There’s a key moment in 1988’s Cohen & Tate where Cohen, a veteran hitman played with icy reserve by Roy Scheider, has some calming words for a highway patrolman he’s holding at gunpoint. “We both have jobs to do,” he says. “Yours is to look after public safety. Don’t worry about mine.” With that, Cohen defines who he is—a professional who happens to kill people for a living—and so does Eric Red’s diamond-sharp action film, which makes a virtue out of doing the job right. Making his directorial feature debut after scripting such mid-’80s genre staples as The Hitcher and Near Dark, Red opts for bare-bones simplicity, in both his three-character premise about bickering hitmen transporting a 9-year-old across Texas and the classical, whip-crack staging of the action. It’s a modest achievement by design, an attempt to bring the pulp undercard of a 1950s double feature into the modern age. But its humility carries a hidden artistry.
Never is this more evident than the opening sequence, which finds a family of three hunkered down in a farmhouse on the Oklahoma plains, guarded on all sides by government agents in suits and aviator sunglasses. Nine-year-old Travis Knight (Harley Cross) has been relocated there after witnessing a mob shooting in Houston, and as the titles brusquely inform the audience, “They want to talk to him right now.” It’s clear enough that bad guys will encroach on the property—otherwise, there’s no movie—but Red draws out the tension slowly, with small, quiet events like the appearance of a shifty agent and a dead phone line building to the horrifying chaos of bullets and blood. At the end of it, Travis’ parents and protectors have been butchered, and two assassins—veteran mercenary Cohen and his hotheaded young partner Tate (Adam Baldwin)—have nabbed the boy for the long drive back to Houston.
A twist on “The Ransom Of Red Chief,” O. Henry’s 1910 short story about kidnappers who eventually have to pay ransom to persuade a wealthy Alabaman to take back his abducted son, Cohen & Tate doesn’t err by making Travis a cute, annoying little imp. Instead, the kid simply recognizes the existing tension between his abductors and craftily exploits it, provoking Tate into an irrational fury that in turn forces Cohen either to settle his partner down or consider finishing the job alone. The bulk of Cohen & Tate takes place in car heading south, a tense dusk-’til-dawn drive that leads to periodic confrontations from within and without. Red nails the action beats with meat-and-potatoes regularity, but the road becomes a presence in itself, a constant menace of screaming semis and unexpected obstacles. He doesn’t allow a wasted second.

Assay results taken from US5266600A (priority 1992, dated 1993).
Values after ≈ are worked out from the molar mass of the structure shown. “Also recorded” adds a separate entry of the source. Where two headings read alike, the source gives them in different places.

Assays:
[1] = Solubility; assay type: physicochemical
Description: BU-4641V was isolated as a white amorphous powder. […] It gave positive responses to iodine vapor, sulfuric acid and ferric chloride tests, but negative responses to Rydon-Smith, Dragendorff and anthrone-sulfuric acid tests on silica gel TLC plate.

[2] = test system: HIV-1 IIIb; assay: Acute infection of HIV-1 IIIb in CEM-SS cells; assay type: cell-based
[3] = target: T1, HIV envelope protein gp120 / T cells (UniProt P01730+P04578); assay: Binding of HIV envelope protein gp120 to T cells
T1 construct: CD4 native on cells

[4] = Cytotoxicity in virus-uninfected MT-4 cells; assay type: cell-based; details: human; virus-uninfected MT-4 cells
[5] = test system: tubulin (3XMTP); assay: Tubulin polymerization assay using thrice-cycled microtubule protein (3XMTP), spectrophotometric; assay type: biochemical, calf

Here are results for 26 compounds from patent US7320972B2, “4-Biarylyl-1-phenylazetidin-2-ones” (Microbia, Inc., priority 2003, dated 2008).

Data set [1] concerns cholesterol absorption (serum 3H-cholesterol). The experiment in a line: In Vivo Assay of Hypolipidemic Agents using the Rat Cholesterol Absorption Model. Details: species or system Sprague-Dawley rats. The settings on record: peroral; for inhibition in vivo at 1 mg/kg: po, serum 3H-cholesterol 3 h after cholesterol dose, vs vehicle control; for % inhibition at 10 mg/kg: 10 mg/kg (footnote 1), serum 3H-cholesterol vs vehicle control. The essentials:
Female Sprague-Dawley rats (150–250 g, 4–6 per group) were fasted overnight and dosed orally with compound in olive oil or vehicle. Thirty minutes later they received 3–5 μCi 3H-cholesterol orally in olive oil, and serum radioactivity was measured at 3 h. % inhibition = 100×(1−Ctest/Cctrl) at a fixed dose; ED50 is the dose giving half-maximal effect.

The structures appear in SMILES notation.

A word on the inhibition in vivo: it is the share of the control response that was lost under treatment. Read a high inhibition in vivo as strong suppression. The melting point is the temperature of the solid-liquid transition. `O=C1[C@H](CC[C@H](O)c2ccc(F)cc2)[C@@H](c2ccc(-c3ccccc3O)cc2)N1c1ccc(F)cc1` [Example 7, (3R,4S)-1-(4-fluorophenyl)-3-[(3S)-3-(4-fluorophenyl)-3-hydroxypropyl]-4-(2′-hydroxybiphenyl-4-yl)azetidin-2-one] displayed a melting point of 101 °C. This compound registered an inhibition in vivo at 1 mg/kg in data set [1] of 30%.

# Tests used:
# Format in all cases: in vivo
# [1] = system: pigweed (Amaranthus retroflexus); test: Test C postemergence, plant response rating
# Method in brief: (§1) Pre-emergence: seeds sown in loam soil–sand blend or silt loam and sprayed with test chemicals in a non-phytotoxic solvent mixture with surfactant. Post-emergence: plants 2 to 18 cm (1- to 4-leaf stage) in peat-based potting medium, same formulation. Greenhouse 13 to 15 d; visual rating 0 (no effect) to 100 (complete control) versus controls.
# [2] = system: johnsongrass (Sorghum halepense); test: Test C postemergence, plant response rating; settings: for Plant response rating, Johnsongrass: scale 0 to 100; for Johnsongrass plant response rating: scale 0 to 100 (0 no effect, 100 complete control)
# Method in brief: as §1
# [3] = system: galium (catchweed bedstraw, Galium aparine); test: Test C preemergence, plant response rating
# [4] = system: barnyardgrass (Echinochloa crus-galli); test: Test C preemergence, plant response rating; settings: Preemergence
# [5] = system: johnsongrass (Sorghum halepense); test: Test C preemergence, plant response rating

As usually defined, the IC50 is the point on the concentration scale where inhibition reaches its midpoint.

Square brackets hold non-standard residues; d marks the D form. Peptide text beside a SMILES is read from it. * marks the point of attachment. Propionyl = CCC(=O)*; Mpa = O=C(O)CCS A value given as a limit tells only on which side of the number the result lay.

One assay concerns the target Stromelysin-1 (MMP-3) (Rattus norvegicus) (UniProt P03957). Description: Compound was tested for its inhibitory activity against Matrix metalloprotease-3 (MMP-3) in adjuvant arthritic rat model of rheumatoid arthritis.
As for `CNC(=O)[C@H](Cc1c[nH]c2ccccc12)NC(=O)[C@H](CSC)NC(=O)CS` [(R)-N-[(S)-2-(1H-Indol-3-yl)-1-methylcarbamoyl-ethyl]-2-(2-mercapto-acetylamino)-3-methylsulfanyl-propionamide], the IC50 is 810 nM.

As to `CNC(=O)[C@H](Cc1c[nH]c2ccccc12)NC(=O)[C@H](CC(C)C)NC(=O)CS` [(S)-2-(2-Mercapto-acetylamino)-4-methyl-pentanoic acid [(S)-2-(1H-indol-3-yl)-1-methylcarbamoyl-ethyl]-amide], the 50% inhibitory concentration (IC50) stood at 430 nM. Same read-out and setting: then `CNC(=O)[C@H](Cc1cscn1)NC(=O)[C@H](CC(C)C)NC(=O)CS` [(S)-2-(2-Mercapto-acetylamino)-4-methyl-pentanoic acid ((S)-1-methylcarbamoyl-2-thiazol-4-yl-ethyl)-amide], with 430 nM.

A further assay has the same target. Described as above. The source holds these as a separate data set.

At times, Red’s impulse to deliver the action goods results in sequences more obligatory than inspired, and Baldwin’s psychotic assassin lacks the comic grace notes the actor later brought to his high-strung tough guys on Firefly and Chuck. But Cohen & Tate deserves rescue from the dustbin of 1980s action movies, if only for pushing against the macho excesses of Stallone and Schwarzenegger and embracing a pared-down style more in line with Westerns like The Searchers and the minimalist cool of Jean-Pierre Melville. Given the restrictions of being a first-time director on a limited budget, Red didn’t conceive Cohen & Tate to be different than other films of its ilk. He just opted to do it better.
A 20-minute making-of documentary gathers several of the surviving principals—Red, editor Edward Abroms, and cinematographer Victor J. Kemper—and a bit player whose character gets shot in a gas station. Together, they reflect on making a buddy movie with bad guys, cutting the violence to appease the censors, and casting Scheider as a “samurai” type. Another 20 minutes of deleted scenes show much of the violence was cut, but much of the unused footage just extends scenes that are in the finished film. Red also contributes an excellent commentary track in which he recalls this 25-year-old production as if it were yesterday.